The same is true of association boards and committees. Most people who join associations are busy professionals who are trying to balance multiple responsibilities. We lose dynamic and effective board and committee members if we don’t recruit these people for the position that excites them.

The Interview

Recruiting board members was always one of my top priorities. I spent significant time working with the nominating committee to come up with prospects, and then I always took a prospective board member out to breakfast or lunch to present the position charter and talk about our mission, the position and what my expectations were. When I followed this procedure, I found that my acceptance and retention rate was 100%.

Jeanne H. Bradner is an author and specialists on board development. She is the author of The Board Member's Guide. She suggests the following in meeting with a potential board member:

Questions to answer: What is your mission?
What is unique about what you do?
What is my fund raising responsibility?
Why do you need me in particular?
Do you have a job description for a board member of your organization?
Don't tell me: The staff does such a great job; there really isn't much to do.
We only meet every other month and the meetings are short.
Do tell me: Where you want the organization to be in five years.
What your financial goals and concerns are.
Give me: Your annual report
Your budget
A job description
Make the mission come alive: Link today with the past and the future
Discuss real issues, challenges and changes

Board Resources

For more information about recruiting board members, check out the following articles and book excerpts on the topic:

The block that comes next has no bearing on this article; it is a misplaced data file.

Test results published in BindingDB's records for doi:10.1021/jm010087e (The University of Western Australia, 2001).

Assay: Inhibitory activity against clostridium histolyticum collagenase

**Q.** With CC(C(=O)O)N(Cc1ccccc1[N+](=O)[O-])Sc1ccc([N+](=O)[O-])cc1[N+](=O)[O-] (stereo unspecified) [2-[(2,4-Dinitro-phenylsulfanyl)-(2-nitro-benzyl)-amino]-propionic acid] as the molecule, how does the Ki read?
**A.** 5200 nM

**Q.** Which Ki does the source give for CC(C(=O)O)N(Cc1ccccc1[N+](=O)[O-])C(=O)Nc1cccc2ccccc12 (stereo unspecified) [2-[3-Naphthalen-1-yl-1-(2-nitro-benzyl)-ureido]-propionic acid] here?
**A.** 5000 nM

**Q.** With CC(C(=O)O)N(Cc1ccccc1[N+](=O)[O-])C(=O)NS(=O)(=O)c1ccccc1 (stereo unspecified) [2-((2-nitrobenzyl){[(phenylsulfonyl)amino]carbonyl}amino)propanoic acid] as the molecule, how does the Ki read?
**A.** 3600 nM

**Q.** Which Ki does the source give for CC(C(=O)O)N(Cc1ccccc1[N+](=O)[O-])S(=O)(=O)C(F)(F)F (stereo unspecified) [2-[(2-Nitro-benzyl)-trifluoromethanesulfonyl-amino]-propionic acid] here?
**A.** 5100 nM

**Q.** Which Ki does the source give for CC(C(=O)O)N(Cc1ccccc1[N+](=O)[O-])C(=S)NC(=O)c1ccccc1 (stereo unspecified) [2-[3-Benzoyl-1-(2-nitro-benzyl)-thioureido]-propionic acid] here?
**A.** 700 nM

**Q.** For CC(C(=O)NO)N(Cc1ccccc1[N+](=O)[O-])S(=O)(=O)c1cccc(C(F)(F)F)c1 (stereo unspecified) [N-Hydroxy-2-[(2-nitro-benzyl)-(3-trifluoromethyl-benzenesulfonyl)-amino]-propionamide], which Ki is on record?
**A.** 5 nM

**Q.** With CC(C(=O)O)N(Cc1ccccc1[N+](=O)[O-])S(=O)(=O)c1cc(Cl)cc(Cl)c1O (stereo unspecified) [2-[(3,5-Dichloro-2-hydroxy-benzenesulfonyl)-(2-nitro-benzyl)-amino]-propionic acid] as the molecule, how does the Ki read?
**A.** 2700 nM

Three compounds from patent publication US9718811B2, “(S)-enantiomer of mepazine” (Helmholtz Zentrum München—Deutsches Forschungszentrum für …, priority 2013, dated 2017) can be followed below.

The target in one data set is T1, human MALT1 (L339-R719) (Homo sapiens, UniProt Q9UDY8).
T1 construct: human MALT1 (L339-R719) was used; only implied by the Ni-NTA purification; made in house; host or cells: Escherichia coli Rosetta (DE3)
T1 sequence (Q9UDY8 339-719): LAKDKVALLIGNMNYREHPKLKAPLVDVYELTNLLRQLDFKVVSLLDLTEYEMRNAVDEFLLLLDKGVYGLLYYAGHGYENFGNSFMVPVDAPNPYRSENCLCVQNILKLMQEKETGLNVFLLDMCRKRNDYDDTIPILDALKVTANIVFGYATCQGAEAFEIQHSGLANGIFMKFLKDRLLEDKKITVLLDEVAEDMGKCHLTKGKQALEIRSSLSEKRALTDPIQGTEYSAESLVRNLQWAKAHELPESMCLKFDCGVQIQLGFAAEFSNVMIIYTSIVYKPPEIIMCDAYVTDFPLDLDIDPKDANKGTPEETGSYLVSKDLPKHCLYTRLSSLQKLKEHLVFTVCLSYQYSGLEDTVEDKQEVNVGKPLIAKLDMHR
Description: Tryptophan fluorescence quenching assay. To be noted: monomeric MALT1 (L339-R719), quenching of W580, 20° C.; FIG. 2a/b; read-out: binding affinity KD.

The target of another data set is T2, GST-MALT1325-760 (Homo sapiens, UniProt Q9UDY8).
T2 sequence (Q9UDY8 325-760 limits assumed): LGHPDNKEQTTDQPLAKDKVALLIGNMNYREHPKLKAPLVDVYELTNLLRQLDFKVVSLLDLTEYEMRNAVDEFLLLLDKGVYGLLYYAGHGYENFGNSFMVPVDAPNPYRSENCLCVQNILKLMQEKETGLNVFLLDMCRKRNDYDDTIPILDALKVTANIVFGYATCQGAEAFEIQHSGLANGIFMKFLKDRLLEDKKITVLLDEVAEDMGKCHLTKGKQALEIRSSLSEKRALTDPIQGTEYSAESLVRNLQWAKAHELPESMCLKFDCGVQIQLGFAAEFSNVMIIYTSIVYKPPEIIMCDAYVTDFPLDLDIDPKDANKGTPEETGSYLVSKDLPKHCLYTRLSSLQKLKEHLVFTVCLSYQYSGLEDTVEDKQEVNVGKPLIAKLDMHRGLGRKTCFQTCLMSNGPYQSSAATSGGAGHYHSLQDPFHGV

We get letters

Hi Tom,

Just thought you should know that your newsletter and your website are also being read by volunteer leaders outside US borders. Curacao is an island off the coast of Venezuela, where the spirit of volunteerism is very much alive today, with ordinary people doing extraordinary things and making a difference in the lives of others. As current president of our service organization, I find your articles inspiring and encouraging. The articles shed light on the fun and fascinating world of volunteerism and on the difficulties we face in current times. You provide numerous tips and tricks that make my life as a volunteer leader much easier.

Of course I'm not the only one benefiting from your articles. Whenever and wherever possible, I share your insights with my co-volunteers so we can all continue to keep our organization fresh and exciting. For this, I thank you.

Receive from all of us warm Season's Greetings: May your Christmas be filled with Joy and Wonder, Peace and Promise, Cherished Memories and Boundless Love. And may 2006 be a Blessed Year in which you'll continue to inspire people all over the world. Keep that beautiful light shining in your heart forever!

Friendly regards,

Ingeborg Campman
Quota International of Curacao

Next Month: No Money, No Mission. Asking volunteers for money.

Thomas W. McKee
Volunteer Power

Tom McKee is a leading volunteer management speaker, trainer and consultant. You can reach Tom at (916) 987-0359 or e-mail him at tom@advantagepoint.com. Other articles and free resources are available at www.volunteerpower.com.

For more articles by Thomas McKee, visit the Articles section on our website.